It is an object of this invention to provide a digital data processor such as an electronic desk calculator into which numbers are set by the use of a l0-key figure keyboard, while a decimal point is fixed at the position specified by means of decimal point setting for easy handling and avoidance of misoperation.

It is another object of this invention to provide a digital data processor into which numbers are set while a decimal point is being fixed at a specific position.

It is a further object of this invention to provide a digital data processor having a simpleconstruction into which num bers are set while a decimal point is being fixed at a specific position.

It is a further object of this invention to provide a digital data processor using a register as the means for specifying the figure entry position into the input register, said register being not commonly used for the number entry operation.

It is a further object of this invention to provide a digital data processor using anovelentry mark setting system and/or a novel entry mark shifting system.

- These objects are achieved bydigital data processor according to the invention which comprises:( 1) a circulating register which has an input register-for receiving input data and an auxiliary register; (2) decimal point position memory means which stores numerical data corresponding to the specific decimal point position and which storage is carried out by the sign part of the auxiliary register; (3) left-shifting means for shifting the contents of the input register left by one digit position;'(4) entry mark setting means which is coupled to the auxiliary register and which successively sets binary data into every digit position of the auxiliary register in a direction from the lowest digit to the highest digit so that an entry mark consisting entirely of 1s signals is set into the ones digit position of the auxiliary register, said binary data being obtained by successive subtraction of one from the contents of the decimal point position memory means at every digit; (5) right shifting means which is coupled to the auxiliary register and successively sets other binary data into the every digit position of the auxiliary register so that the entry mark in the auxiliary register is shifted right by one digit, the said other binary data being obtained by subtraction of one from the previous data of each digit position of the auxiliary register; and (6) input circuit means which is coupled to the input register and which puts the input figure into a digit position the same as that of the entry mark.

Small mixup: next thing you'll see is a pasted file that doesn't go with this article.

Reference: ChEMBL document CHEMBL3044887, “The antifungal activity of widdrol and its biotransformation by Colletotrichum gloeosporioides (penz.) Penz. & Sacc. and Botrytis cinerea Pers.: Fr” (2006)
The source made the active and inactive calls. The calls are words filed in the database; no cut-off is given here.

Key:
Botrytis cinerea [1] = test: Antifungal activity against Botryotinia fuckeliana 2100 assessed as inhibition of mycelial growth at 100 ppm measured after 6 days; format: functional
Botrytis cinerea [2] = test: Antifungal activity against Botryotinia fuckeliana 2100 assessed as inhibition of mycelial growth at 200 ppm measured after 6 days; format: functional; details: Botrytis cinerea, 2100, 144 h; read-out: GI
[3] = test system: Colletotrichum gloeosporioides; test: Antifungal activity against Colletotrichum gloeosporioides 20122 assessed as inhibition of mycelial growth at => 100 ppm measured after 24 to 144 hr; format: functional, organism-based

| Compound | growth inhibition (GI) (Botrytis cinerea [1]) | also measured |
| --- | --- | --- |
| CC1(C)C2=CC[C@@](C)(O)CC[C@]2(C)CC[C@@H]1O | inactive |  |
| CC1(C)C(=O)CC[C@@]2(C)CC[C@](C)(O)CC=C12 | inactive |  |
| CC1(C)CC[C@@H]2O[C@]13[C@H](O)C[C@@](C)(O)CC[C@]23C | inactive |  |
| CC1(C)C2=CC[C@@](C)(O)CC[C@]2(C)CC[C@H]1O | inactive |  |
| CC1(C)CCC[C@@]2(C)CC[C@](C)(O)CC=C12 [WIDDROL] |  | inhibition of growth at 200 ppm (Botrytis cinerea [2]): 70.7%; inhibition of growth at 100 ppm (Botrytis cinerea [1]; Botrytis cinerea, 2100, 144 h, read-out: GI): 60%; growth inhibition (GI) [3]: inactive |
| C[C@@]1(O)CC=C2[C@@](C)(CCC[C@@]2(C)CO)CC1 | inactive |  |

The auxiliary register is mainly used as a multiplier-quotient register in multiplication or division operations and contains no data to be processed during a number entry operation.

When the first figure of an input number is detected during number entry, the entry mark setting means sets an entry mark into the ones position of the auxiliary register. The input circuit means puts the input figure into the same digit position of the input register as that of the entry mark whenever a new figure of the input number is detected.

Before the decimal point of the input number is set in, the left-shifting means shifts the contents of the input register left by one digit position and after the decimal point of input number is set in, the right shifting means shifts the entry mark in the auxiliary register right by one digit position in advance of the entry of the input figure into the input register. Thus, the input number is put into the input register and the decimal point position is fixed.